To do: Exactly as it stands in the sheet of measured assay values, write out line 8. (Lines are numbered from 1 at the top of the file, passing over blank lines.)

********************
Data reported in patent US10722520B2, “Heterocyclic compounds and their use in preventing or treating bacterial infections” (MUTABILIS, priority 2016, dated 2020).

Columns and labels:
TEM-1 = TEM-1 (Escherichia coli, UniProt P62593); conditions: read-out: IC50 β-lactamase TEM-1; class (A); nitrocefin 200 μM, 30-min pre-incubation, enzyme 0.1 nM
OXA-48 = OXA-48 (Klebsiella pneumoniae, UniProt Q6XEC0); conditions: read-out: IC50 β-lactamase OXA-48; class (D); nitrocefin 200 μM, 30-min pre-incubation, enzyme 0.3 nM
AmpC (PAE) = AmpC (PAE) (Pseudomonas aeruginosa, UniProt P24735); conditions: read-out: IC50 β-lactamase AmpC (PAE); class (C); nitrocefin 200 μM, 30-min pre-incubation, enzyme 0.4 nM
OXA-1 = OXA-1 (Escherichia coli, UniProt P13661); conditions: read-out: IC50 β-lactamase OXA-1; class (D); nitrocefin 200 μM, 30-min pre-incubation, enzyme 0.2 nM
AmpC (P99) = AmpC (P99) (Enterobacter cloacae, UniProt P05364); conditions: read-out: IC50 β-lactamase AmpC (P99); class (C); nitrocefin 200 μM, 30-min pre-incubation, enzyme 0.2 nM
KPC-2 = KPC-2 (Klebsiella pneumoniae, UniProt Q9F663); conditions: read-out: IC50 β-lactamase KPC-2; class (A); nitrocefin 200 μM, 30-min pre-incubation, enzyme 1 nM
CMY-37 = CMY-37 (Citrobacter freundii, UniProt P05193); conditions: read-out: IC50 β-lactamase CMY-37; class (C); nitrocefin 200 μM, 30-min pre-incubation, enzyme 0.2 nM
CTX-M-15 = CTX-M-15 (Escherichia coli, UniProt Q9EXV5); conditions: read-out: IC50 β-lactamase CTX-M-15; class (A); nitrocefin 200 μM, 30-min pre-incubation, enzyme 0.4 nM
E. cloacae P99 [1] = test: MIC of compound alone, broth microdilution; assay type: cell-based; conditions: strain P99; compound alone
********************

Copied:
KPC-2 = KPC-2 (Klebsiella pneumoniae, UniProt Q9F663); conditions: read-out: IC50 β-lactamase KPC-2; class (A); nitrocefin 200 μM, 30-min pre-incubation, enzyme 1 nM